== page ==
Starting out there was a fair amount of traffic on a Saturday.There were also a lot of bikes getting miles on, but they were doing that on the top of cars.Later at the junction of 134, I met a race official who asked if I wanted to race.All the bikes were turning in for registration just ahead at Woolford Mountain Project for a 43 mile out and back race to Toponas.


For most of the morning the rain gods played mind games with me, threatening to dump on me.At one point the hills ahead were obscured by rain so I turned off to a roadside park that I thought I was amazingly lucky to stumble across.As I pulled in I felt a few drops but after 15-20 minutes the rain moved north and I continued on.Several times I was sure I would get dumped on.Once I stopped and bagged my camera in plastic but by the time I got my rain gear out the sprinkle had stopped.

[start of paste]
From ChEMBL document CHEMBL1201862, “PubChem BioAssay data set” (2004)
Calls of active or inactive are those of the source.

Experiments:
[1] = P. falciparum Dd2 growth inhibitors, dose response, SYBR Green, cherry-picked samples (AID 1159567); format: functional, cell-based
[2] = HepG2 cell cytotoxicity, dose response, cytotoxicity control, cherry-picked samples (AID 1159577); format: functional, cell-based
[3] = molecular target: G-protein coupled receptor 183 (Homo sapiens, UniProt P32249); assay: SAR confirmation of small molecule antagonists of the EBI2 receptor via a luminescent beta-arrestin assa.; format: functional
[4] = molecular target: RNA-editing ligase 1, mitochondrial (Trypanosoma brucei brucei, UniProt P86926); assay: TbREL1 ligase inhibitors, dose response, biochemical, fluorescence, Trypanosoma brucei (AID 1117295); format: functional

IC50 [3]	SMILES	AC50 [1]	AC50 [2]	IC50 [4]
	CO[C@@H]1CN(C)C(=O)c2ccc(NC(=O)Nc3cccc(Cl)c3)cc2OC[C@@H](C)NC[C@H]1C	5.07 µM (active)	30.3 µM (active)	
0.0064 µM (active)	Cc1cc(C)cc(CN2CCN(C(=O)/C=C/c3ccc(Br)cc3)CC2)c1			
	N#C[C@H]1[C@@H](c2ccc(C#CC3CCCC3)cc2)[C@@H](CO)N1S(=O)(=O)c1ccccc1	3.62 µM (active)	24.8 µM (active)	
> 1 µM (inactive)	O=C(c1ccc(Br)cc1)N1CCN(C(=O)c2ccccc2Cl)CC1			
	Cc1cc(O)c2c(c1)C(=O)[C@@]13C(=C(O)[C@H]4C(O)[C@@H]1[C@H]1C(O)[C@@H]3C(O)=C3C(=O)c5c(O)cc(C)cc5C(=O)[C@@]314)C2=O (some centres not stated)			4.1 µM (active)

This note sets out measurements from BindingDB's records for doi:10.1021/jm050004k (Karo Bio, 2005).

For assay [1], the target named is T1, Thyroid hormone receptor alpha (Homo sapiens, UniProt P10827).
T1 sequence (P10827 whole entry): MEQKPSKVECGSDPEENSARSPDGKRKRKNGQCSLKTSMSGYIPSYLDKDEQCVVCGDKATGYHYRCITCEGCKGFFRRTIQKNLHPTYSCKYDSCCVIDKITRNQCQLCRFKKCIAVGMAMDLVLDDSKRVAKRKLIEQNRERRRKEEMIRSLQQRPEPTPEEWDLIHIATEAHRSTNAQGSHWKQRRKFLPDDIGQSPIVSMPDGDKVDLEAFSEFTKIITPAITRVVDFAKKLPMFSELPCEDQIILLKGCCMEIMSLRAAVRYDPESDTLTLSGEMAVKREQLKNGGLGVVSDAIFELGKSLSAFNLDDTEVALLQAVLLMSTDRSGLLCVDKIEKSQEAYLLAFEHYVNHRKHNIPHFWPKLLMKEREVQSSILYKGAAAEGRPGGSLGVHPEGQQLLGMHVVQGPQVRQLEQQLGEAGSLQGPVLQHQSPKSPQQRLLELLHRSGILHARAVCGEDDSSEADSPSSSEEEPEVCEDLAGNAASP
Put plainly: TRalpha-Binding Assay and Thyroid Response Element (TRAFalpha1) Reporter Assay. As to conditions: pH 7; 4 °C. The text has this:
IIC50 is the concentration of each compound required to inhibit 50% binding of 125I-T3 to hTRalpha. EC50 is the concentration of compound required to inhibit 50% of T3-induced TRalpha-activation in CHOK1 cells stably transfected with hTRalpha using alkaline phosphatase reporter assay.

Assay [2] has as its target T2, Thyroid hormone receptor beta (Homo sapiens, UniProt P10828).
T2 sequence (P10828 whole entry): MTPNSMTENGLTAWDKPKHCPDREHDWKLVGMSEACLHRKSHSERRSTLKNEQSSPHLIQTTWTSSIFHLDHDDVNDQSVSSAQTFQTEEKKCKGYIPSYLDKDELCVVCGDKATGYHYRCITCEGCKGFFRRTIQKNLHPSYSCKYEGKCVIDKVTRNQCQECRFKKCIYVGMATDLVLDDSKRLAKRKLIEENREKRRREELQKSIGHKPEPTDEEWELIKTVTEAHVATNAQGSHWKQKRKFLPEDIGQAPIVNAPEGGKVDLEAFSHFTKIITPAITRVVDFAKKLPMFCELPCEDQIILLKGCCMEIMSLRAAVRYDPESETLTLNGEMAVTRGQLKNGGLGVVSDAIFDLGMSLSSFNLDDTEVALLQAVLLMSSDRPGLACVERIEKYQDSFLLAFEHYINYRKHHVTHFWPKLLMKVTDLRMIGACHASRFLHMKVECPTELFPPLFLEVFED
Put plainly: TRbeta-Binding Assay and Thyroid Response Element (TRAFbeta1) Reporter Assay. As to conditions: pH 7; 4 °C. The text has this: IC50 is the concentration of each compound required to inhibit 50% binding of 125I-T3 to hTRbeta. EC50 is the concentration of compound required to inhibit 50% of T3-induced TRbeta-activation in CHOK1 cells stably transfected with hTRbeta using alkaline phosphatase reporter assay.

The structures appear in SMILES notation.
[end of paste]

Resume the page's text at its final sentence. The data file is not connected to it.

Although the road was mostly climbing first to Muddy Pass and then a few more miles to Rabbit Ears Pass, it wasnít that hard until the last 4-5 miles.When I got to Muddy Pass the rain gods tricked me again, showing me some sun and then starting an off and on drizzle. At one point I even got some small pin head size hail for about 30 seconds.Nevertheless I continued to Rabbit Ears Pass at 9,426 feet and the Continental Divide and took a quick photo of my bike at the divide sign.


Then I donned my rain gear mainly for the descent knowing wind chill would be a problem.I even put on my heavy gloves.I continued some up and down riding along the summit and then began the 7% descent to Steamboat Springs, averaging in the mid-30 mph.I had to estimate the speed somewhat since my computer went bonkers.It went to zero and occasionally registered the real speed for a few seconds and a couple of times registered an impossible speed like 96 mph but mostly it didnít work on the descent.This didnít seem like a battery problem.I considered that there could be some stray transmitter interference near the pass but it didnít seem likely it would last all the way down the descent.And after the steep descent ended the computer started functioning normal again.